Destinations' Sustainability Stories
The Tourism Training Live session on December 8, 2014, by TrainingAid and Respondeco shared key insights into why effective sustainability communications can benefit tourism destinations’ marketing efforts.
Tourism Training Live session "Keep It Real for Destinations" (Dec 8th, 2014)
Through case studies and practical tips for destinations, this session discussed relevant consumer trends encouraging travellers to support sustainable and responsible experiences, and effective strategies that destinations can use to promote their sustainability stories in an authentic and engaging way.
Based on the "Keep It Real for Destinations" presentation shared during the live session, as well as related discussions on questions from our viewers and followers, the following are additional examples and ideas for successful sustainability communication approaches by tourism destinations.
Social Media Marketing for Destinations
What are some good ways to use word-of-mouth in sustainability communications?
Social media is a powerful tool for word-of-mouth marketing for your destination, and for spreading your sustainability messages to a wider audience. Cape Town Tourism's 2012 "My Cape Town Holiday" campaign is a great example of using social platforms to attract travellers and to raise awareness of some of the city’s less well-known attractions and travel experiences.
My Cape Town Holiday app by Cape Town Tourism
Cape Town Tourism used an interactive travel game app called My Cape Town Holiday, which would send Facebook profiles on holiday (virtually) in Cape Town, with three winners receiving actual trips to Cape Town.
In addition to engaging potential visitors in a fun way, the campaign also succeeded in highlighting small communities and hidden gems, raising awareness of the tourism opportunities that travellers might not otherwise have known about, and in encouraging greater tourist spend in the places that need it most.
Targeting the Right Audience
Are most travellers interested in sustainability, or just certain types of travellers?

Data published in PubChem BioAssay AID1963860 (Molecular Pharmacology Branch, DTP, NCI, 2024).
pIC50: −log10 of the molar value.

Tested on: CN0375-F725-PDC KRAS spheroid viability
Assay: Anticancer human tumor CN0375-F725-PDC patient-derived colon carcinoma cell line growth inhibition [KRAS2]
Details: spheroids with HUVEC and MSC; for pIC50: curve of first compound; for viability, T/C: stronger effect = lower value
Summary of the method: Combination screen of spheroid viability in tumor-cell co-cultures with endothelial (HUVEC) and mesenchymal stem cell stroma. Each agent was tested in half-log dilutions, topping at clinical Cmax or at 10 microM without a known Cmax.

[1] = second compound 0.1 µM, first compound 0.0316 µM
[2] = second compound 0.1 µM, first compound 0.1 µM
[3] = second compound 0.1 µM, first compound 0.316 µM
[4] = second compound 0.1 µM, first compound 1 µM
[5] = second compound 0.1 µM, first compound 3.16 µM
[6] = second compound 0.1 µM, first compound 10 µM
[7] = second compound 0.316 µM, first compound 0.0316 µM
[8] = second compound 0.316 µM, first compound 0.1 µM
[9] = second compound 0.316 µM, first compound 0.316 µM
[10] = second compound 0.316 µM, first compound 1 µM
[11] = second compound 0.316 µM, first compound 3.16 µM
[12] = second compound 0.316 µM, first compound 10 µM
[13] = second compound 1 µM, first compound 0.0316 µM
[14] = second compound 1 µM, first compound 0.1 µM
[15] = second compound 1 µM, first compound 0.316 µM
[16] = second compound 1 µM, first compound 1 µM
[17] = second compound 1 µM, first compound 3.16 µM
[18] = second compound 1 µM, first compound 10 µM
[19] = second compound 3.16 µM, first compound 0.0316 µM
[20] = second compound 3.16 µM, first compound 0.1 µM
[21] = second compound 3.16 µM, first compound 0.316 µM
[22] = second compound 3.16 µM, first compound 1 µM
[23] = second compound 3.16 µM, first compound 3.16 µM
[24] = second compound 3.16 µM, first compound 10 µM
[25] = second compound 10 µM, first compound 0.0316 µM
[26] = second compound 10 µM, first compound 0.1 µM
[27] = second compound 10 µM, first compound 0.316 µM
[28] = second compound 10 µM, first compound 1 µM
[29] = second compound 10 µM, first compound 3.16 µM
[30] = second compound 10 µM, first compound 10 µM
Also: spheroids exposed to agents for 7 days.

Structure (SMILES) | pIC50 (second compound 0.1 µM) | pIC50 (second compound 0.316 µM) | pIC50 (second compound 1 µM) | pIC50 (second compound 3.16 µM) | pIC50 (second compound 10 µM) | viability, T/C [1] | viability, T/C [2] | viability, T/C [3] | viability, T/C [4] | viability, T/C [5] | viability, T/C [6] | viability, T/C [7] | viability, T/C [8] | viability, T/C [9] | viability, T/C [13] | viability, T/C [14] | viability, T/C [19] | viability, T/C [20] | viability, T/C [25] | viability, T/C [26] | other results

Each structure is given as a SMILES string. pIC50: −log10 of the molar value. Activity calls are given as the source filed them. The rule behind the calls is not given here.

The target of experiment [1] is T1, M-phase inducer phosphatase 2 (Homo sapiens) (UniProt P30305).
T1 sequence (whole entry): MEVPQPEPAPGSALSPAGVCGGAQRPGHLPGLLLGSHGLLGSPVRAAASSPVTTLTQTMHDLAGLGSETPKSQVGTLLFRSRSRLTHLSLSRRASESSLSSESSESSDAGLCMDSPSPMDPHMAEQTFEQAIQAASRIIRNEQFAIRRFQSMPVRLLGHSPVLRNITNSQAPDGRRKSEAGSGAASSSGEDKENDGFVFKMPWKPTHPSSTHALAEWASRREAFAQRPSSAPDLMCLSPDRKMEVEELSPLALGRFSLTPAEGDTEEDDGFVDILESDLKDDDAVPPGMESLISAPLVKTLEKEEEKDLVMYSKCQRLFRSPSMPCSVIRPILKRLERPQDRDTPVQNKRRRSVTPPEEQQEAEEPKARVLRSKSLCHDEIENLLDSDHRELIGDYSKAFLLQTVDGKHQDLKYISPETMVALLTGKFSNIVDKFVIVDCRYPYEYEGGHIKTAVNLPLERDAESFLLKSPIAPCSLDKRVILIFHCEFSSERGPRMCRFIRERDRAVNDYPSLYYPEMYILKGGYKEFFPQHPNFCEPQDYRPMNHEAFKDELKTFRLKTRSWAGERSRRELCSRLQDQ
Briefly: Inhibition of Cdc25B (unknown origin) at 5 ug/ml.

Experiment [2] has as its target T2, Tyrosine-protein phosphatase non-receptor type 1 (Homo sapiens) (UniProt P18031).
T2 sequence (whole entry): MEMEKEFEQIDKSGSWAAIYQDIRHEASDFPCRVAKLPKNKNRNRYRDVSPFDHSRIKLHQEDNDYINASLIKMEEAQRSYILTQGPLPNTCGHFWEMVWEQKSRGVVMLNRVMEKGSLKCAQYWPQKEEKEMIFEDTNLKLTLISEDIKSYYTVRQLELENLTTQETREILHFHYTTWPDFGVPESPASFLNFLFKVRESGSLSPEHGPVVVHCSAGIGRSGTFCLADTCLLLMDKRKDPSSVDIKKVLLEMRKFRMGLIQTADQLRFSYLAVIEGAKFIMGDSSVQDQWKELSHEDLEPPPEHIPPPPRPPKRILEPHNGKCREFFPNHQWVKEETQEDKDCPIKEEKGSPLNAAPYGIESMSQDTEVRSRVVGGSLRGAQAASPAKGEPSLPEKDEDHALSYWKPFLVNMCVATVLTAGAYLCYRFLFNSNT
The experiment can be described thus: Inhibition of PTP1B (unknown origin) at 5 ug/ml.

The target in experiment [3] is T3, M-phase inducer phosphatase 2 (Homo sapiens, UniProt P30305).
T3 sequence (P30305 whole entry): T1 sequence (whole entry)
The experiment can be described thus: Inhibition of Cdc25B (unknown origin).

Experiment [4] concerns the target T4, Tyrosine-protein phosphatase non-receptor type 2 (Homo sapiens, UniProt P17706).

Different segments will respond to different messages, and not all travellers will be interested in or motivated by sustainability. It may be helpful, therefore, for destinations to identify the segments of travellers who are most interested and engaged in sustainability messages, to target them as "early adopters".
By focusing on those who are likely to respond well to your sustainability communications, you can increase the chance of your messages seen by more people through word-of-mouth, and of turning those early adopters into supporters and ambassadors who will play a key role in engaging other segments of your audience.
So how can you identify the market segments that are more interested in sustainability?
Here's a good example of market research conducted in the Lake District National Park in Northwest England, which aimed at reducing transport-related environmental burdens from visitors while maintaining economic benefit of tourism: "Reducing visitor car use in a protected area: a market segmentation approach to achieving behaviour change" by Davina Stanford (Journal of Sustainable Tourism, Vol. 22, No. 4).
The research first explored visitor transport behaviour using a social psychological framework, to understand what might best predict desired behaviour change such as reduced car use. Secondly, it used the persuasive communication strategy to develop and test different types of marketing messages with value propositions appropriate to different visitor types. And thirdly, it identified market segments with both a high propensity towards positive behavioural change and the highest economic contribution to the destination.
By monitoring visitor behaviour in areas such as spending patterns and environmental actions, as well as their response to your sustainability messages, you can identify the segments of your audience that you can focus on as the potential early adopter market. And remember: positive attitudes towards the environment don’t have to mean a loss in economic contribution.
How can we find the right audience to target for our sustainability communications?
Tourism New Zealand's "100% Pure" campaign is another example of identifying and effectively marketing to a target audience with sustainability-focused messages. Rather than finding existing segments that already embrace sustainability, the campaign focused on attracting travellers who form the most appropriate segment for the message of the "100% Pure" campaign, which encapsulates the essence of New Zealand's unspoiled landscape.
Landscape, adventure, people and culture: Tourism New Zealand identified the "ideal visitor who would gain most from what New Zealand has to offer". (Source: "Pure As - 10 Years of 100% Pure New Zealand")
To target the "right" audience, Tourism New Zealand focused on a market they define as “The Interactive Traveller”, whose main characteristics include their desires to explore a wide range of tourism products; seek out new experiences; enjoy outdoor activity; interact with natural, social and cultural environments; and plan and book holidays directly.